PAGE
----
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Plantidote of the Day 2012-12-11

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coast live oak

Quercus agrifolia

Coast live oak, aka"Rhinoceros" tree (because it looks like a rhino)

An evergreen tree native to the West, the coast live oak plays a vital role in regional ecology. Here's the description from Las Pilitas, a local nursery specializing in native plants:

Coast Live Oak is a picturesque tree and is an outstanding bird plant. Coast Live Oak is a food plant for the beautiful California Sister butterfly. We had at least four families of Bullock's Orioles with their flashy orange & black feathers make their nests in these oaks. This is the backbone of a garden or plant community as everything else seems to live off of it, or under it.

The Coast live oak is protected by various regulations that vary from city to city. The tree above (and below) is in an unfortunate situation, too near a subdivision for its own good. These trees do not like the fertilizing and regular watering that usually goes with a lawn. This one has held on for years, in spite of the circumstances. But it is pretty much hollow on the inside, and large enough for a person to crawl into (!), according to our contributor who sent in the images. In other words, this beautiful tree needs a miracle. Tis the season, right? Let's hope one happens.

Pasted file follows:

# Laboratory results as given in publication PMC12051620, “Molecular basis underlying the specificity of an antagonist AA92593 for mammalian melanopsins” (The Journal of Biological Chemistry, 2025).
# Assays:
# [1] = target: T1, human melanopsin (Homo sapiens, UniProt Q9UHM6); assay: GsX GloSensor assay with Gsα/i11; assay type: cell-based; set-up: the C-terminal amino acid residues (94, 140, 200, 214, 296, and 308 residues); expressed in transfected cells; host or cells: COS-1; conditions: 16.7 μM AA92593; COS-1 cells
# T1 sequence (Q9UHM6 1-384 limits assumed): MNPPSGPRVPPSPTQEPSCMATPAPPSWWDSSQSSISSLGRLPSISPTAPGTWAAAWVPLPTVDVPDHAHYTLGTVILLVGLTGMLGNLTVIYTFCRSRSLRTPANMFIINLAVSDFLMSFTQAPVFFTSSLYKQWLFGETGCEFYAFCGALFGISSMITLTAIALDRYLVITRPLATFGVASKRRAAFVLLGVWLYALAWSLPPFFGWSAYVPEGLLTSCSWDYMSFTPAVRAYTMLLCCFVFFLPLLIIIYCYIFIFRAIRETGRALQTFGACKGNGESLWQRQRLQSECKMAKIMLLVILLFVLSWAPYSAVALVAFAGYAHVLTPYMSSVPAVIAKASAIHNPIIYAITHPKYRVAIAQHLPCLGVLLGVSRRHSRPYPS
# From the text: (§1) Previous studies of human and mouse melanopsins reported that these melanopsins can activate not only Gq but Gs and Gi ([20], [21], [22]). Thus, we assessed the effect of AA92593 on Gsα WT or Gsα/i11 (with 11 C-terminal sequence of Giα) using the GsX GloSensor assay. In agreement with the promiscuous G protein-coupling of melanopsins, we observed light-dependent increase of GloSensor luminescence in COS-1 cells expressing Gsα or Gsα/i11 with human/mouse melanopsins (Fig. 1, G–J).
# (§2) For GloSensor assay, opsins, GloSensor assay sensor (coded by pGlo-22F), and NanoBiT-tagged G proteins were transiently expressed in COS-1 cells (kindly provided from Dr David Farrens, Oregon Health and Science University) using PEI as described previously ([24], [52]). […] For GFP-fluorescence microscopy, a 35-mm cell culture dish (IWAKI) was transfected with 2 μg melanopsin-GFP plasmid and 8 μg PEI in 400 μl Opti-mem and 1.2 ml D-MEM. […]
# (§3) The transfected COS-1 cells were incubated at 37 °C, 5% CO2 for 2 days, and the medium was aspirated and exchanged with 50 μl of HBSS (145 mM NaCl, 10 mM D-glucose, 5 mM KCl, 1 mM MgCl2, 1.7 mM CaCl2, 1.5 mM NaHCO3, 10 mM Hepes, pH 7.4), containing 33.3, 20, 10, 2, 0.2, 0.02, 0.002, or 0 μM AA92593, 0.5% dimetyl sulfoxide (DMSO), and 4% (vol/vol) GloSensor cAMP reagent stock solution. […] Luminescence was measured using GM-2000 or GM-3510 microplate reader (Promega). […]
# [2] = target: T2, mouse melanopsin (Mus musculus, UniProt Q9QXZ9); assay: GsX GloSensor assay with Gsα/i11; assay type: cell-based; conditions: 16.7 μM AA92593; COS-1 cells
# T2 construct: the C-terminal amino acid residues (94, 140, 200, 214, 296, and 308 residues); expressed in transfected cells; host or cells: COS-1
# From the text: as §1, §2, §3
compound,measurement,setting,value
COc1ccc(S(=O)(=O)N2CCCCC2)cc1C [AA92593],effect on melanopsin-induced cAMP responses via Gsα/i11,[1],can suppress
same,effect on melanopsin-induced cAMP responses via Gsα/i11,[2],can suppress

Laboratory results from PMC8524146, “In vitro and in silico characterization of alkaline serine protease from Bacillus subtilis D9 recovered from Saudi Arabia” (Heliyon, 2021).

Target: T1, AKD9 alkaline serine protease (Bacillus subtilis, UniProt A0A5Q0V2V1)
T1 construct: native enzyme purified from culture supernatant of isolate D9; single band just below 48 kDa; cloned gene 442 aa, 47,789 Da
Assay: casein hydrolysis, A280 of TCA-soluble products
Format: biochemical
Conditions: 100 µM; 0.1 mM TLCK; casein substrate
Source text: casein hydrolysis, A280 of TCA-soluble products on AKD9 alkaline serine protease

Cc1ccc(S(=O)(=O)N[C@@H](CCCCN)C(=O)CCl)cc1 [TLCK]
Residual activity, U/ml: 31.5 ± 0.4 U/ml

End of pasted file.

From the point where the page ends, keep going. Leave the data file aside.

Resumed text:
TK

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Readers, please send twig (twig4now@gmail.com) images and stories for the ongoing Plantidote of the Day series. In exchange, you'll win undying fame in the form of a hat tip! Plants growing in your garden, your house, or neighbor's yard, plants from the forest or farmers' market, plants you preserved, plants you prepared (wine; cider; tea; dried beans), plants you harvested (grains; chantrelles), plants you picked (flowers), plants you dried (herbs), plants you covet or hope to grow someday. Herbal remedies, propagation tips, new varieties, etc.. And if you can, include some solid detail about the plant, too -- a story, the genus and species, or where you got the seeds, or the recipe, or your grandmother gave it to you. Or challenge us with a "Name That Plant" mystery entry ... And please feel free to add corrections and additional information in the comments.

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